In Ich halte alle Indien in meiner Hand. (I hold all the Indias in my hand) (1996), Kiefer develops these dual readings and the correspondences they draw betwen Macrocosm and Microcosm. He shows a man standing man in the centre of a series of rings. But these are not the clean circles of the mathematician. Instead they are organic in form - resembling the contours on a map - and allusive in their references to time and space - combining the ripples caused by a figure standing in pool of water with those of an ocean filled with land masses.

In another recent picture the figure is full length, naked and life-size. His stomach is cut open in a circle and reveals within it, the stars of the cosmos. Above the man, in the centre, is the single head of a giant sun-flower.

The image recalls Fludd's Threefold Man in which the light of G-d is related to the body of man and specifically to the three parts, the head, the thorax and the abdomen. For both Fludd and Kiefer, the abdomen encompasses the elemental spheres of fire, air, water and earth and includes Choler (gall bladder), Blood (liver and veins), Phlegm (belly), Faeces or dung (viscera).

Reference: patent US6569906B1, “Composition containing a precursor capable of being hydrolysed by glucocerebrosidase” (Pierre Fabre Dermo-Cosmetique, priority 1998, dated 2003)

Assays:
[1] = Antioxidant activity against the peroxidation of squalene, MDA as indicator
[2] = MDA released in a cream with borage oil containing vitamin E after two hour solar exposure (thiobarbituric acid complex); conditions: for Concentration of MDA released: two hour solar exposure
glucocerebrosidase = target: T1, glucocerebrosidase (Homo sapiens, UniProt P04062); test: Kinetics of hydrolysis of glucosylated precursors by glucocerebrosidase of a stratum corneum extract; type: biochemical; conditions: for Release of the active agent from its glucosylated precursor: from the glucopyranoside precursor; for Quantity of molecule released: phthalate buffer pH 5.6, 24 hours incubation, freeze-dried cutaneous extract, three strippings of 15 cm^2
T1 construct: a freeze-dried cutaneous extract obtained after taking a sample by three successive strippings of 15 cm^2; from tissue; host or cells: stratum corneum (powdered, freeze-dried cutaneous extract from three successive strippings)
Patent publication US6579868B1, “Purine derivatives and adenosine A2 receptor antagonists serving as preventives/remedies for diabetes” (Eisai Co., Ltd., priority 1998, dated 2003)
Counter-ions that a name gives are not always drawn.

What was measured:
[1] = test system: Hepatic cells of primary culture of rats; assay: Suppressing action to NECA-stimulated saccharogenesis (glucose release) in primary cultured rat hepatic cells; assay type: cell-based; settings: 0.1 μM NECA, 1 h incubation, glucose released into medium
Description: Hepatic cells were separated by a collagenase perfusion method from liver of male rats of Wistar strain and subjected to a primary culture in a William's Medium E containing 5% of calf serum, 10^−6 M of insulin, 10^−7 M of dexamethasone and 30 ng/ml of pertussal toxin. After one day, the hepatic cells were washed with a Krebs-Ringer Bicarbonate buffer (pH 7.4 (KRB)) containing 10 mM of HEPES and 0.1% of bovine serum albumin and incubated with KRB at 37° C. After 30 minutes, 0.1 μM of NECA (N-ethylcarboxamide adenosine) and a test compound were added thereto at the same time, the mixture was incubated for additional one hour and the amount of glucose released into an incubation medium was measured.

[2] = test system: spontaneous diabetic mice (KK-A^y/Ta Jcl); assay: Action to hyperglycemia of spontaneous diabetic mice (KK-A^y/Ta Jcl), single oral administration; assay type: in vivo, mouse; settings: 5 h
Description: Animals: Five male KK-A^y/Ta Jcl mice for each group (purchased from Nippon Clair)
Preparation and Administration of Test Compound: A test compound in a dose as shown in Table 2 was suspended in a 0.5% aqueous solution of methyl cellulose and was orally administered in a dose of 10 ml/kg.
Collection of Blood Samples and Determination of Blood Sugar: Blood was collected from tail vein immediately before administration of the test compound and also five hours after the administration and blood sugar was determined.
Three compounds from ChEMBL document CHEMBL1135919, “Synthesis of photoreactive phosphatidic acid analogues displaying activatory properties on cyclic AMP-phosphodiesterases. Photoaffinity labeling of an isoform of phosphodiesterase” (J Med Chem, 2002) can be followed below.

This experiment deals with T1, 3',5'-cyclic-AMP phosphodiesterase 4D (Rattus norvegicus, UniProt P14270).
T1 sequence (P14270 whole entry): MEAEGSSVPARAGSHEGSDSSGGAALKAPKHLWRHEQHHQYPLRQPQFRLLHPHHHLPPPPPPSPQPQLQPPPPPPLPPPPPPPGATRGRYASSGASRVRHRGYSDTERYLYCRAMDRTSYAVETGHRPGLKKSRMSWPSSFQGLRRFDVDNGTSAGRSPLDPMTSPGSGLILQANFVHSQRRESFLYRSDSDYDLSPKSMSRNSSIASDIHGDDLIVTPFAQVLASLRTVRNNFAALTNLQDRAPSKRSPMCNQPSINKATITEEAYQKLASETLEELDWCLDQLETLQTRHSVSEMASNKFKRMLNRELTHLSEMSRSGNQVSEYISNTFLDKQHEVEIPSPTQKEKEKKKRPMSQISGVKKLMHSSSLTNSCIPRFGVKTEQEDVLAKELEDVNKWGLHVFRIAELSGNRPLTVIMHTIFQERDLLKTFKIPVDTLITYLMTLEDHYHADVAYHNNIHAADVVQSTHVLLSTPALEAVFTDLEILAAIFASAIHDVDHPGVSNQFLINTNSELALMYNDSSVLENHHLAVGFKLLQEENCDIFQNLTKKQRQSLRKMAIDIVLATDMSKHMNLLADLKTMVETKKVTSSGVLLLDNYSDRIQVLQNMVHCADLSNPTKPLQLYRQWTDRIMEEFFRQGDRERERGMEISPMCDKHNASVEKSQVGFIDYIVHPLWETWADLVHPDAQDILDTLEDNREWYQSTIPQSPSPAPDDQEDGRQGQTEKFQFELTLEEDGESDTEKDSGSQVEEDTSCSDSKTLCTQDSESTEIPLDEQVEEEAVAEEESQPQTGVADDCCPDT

But in Kiefer's picture, the figure with its open belly is not merely symbolic. It is clearly also a portrait and an accompanying inscription - Robert Fludd -appears to make this explicit. But Robert Fludd (1996) is evidently not merely a portrait of the seventeenth century mystic. It is also a self-portrait for the features shown are clearly those of Anselm Kiefer, himself. In this way, the Alchemist and the Artist become one, bridging time and place. For Kiefer, as for Fludd, there is an indivisibility to these different realms, a totalising vision that recalls Octavio Paz's mystical vision in Blanco (1966).

The spirit
is an invention of the body
The body
is an invention of the world
The world
is an invention of the spirit
No Yes
the unreality of the seen